Computer Chess Club Archives




Subject: Re: Introducing "No-Moore's Law"

Author: Matt Taylor

Date: 13:33:07 03/03/03

Go up one level in this thread

On March 02, 2003 at 10:28:02, Robert Hyatt wrote:

>On March 02, 2003 at 00:57:18, Matt Taylor wrote:
>>On March 01, 2003 at 20:23:24, Robert Hyatt wrote:
>>>On March 01, 2003 at 11:58:14, Jeremiah Penery wrote:
>>>>It's the reason Intel was able to sell their processors at higher prices than
>>>>AMD, and sell several times more of them, even when AMD had a clear performance
>>>Maybe.  Maybe Intel was also known for some good things.  IE the fact that the
>>>current PIV will _still_ execute the original 8086 machine instructions.  Ask
>>>sun what a mistake it is to break that consumer confidence and say "OK, for our
>>>next generation processor, you get to throw away all your old software and buy
>>>all new software..."  And they went from the largest academic workstation
>>>supplier to a has-been overnight.
>>In the context of Intel vs. AMD, that's a moot point. AMD documents things that
>>Intel denies even exist (salc, icebp, loadall, etc.). AMD processors not only
>>support the full ISA, but they support undocumented instructions. (Most of these
>>undoc'd opcodes were related to old ICEs.)
>>>I consider Intel a "name brand".  I consider AMD a "copier".  Nothing wrong with
>>>being a "copier" but it also means you are a "follower".  And 2nd place is all
>>>that a follower can _ever_ reach...  I have nothing against AMD whatsoever.  But
>>>I have had good results with Intel since my first 4004 on a breadboard, and I
>>>have stuck with what works ever since.  By the same token I have owned multiple
>>>Mercury outboards, even though there are cheaper ones from places like Japan.
>>>But my mercs have been rock solid, produced more horsepower, and weighed less,
>>>and those are important qualities and I don't leave a winning combination to
>>>try something else someone is doing to try to catch up with Merc.
>>Intel outsells for 3 simple reasons:
>>(1) Consumer ignorance
>>(2) Brand loyalty
>>(3) Strongarm tactics
>>Consumer ignorance is what happens when my coworker tells me that he thinks AMD
>>doesn't correctly support all x86 instructions. I proceed to laugh, and I ask
>>him how he could possibly think that.
>That was not urban legend.  It happened.  You can find threads here a few
>years back where folks were complaining about Crafty crashing on AMD processors.
>We found that things like CMOV were missing at the time, yet AMD was claiming
>compatibility.  Not a huge problem, but it _was_ a problem that caused me a
>_lot_ of email and testing to discover what it was.  There have been a few other
>such cases, CMOV wasn't the only thing.  3DNow was another thing that seems
>pretty pointless, since Intel dominates sales, who is going to take the risk of
>using non-Intel stuff?  Not many software developers will, and we end up with
>_another_ incompatibility.

Then that is a bug because the feature flags in CPUID function 1 report which
extensions the processor supports. One of these is the cmovcc instruction. The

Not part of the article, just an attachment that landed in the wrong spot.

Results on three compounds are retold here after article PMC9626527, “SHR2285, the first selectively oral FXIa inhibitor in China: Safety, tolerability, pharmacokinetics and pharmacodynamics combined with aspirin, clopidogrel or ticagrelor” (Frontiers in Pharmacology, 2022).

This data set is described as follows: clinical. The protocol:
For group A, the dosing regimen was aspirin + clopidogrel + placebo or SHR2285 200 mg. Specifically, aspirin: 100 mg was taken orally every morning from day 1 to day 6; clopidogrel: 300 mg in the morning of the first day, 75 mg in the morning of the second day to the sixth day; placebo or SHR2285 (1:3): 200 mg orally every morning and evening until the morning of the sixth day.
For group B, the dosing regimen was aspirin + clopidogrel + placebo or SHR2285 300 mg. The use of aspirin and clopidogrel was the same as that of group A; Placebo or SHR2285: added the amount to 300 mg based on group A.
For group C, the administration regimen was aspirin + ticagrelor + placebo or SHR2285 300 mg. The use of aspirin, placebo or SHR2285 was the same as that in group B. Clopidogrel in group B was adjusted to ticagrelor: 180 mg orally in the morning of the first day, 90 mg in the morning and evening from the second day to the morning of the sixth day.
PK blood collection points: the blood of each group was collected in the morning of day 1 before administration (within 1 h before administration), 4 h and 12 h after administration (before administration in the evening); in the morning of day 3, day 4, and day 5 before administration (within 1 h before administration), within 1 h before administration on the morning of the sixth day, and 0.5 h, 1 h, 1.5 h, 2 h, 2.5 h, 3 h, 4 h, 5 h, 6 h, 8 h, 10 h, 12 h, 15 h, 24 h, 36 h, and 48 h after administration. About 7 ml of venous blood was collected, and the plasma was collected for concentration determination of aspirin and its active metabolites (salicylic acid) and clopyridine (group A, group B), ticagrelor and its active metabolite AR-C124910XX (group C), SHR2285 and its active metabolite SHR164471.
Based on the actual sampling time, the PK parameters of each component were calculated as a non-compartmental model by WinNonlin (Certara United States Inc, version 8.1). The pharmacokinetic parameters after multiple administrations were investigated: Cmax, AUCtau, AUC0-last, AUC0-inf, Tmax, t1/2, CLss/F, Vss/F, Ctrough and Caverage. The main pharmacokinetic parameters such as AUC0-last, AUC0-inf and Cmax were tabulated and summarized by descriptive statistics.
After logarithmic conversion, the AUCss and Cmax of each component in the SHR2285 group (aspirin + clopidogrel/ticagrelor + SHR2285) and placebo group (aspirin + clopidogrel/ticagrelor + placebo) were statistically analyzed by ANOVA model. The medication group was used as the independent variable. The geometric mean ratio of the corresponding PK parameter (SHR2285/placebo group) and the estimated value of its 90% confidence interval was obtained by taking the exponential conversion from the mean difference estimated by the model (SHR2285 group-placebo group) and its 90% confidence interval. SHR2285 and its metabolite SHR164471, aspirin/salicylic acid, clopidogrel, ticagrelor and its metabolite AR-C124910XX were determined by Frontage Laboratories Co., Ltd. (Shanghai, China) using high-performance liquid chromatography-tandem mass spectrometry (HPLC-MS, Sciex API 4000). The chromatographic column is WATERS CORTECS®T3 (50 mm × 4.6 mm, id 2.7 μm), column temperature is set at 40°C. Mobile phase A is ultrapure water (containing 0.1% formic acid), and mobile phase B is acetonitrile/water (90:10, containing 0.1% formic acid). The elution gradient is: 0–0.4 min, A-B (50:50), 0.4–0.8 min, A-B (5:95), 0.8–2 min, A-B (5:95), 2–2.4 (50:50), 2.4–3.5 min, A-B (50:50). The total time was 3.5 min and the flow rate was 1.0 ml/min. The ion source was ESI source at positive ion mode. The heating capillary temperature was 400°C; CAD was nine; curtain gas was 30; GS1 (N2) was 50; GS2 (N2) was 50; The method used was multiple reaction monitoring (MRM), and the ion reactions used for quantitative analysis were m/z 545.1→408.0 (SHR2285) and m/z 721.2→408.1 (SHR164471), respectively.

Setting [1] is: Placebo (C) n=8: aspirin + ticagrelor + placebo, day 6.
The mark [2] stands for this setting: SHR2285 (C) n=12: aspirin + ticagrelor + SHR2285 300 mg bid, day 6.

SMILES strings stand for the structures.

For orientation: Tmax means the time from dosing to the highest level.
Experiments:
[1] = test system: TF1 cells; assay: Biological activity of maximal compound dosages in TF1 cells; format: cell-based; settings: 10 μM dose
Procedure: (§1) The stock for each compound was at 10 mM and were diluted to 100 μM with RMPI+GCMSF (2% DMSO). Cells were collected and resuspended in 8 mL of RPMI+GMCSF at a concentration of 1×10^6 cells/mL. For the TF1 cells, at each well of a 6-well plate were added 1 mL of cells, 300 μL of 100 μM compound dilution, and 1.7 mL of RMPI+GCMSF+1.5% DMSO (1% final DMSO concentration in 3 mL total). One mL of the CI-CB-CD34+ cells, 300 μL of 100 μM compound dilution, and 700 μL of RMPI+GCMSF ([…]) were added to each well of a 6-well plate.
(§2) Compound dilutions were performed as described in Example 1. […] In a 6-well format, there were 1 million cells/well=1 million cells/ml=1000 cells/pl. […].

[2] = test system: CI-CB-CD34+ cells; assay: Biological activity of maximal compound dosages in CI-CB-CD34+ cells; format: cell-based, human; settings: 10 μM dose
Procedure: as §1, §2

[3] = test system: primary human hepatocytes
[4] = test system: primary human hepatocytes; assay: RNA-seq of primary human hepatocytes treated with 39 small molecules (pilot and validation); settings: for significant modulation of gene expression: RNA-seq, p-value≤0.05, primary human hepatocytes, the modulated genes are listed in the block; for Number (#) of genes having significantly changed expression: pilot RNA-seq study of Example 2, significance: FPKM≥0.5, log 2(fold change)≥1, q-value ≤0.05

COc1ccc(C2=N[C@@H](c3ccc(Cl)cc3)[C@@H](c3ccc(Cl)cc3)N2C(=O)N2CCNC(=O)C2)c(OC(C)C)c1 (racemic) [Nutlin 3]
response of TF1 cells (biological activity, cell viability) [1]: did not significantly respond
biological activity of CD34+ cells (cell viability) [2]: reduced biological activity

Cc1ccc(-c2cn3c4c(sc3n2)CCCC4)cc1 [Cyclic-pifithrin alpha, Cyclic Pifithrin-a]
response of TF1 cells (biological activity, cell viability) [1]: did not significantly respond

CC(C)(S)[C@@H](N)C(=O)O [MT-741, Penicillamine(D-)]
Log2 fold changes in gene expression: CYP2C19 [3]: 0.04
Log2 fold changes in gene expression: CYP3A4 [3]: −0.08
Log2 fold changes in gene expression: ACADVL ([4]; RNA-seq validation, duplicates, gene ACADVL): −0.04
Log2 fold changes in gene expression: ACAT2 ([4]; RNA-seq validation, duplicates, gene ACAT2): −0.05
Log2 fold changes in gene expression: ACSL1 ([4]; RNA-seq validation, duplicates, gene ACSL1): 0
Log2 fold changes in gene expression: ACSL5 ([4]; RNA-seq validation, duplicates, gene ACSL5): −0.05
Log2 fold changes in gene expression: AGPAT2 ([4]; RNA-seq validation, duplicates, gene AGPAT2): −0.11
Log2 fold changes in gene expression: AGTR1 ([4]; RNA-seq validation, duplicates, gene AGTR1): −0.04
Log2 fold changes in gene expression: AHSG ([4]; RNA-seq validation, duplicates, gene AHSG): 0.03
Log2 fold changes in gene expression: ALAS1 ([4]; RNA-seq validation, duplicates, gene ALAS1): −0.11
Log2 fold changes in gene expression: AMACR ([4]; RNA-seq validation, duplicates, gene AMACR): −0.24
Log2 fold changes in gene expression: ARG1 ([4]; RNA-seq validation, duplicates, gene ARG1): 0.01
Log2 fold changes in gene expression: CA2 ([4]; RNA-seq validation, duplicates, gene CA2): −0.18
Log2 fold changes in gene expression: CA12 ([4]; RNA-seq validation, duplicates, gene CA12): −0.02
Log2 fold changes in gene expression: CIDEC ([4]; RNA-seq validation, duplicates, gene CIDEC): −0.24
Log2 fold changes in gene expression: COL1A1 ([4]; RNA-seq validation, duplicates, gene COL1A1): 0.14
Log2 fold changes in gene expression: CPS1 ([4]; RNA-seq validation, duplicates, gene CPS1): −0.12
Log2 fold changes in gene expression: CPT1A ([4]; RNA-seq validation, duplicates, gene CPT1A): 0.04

original Pentium did not support cmovcc, so you are required to check the flags
if you want your code to work on a Pentium. The same goes for the K6 line of

I don't know offhand what the original K6 reports for feature flags, but my K6-2
here reports 0x008021BF. Bit 15 (0x00008000) is support for cmovcc, and I don't
see it set. I have a document from AMD entitled, "AMD Processor Recognition
Note" (20734). AMD lists values that each processor returns for each supported
CPUID function. None of the entries for any of the K6-series processors has bit
15 set in the feature flags.
Look at the EDX register under CPUID standard function 1. You can verify the bit
position for cmovcc on page 34.

Here is Intel's document:

There was also a compatibility bug in Windows 95 that was blamed on AMD. This
was hardly AMD's fault. There was a timing loop that relied on the loop
instruction being slow. The K6's loop instruction took 1 cycle. As clock speed
increased, the timing loop became fast enough that it failed. This is
Microsoft's fault, not AMD's fault.

At the time 3DNow was released, it was very useful. It was backward-compatible
just like MMX was, and it allowed SIMD FP operations whereas MMX didn't. SSE was
not available at that time. A fair number of programs were patched to use 3DNow
on AMD processors. Since AthlonXP supports SSE as well as 3DNow, most new code
uses SSE.

>>Dell and Gateway are examples of strongarm tactics. Do they sell AMD? Not
>That happens everywhere.  Eg "windows" from Microsoft...
>As I said, I'm not anti-AMD.  I'm simply an Intel fan from past product
>experience.  I'm also an alpha fan.  And a Cray fan.  And in each of those
>cases, those vendors were the _leaders_.

It really wouldn't matter even if you were anti-AMD. The point is that many
other people seem to be anti-AMD. Dell transitioned to exclusively sell Intel
when AMD maintained a definitive performance advantage over Intel's Pentium 4,
and the Pentium 3 was unable to offer compeition at that point in time. Shortly
thereafter Gateway made the same choice.

The leader in desktop performance changes whenever new chips come out.
Workstations have always been dominated by Intel because there was no
competition until recently. However, this is about desktops, not workstations.


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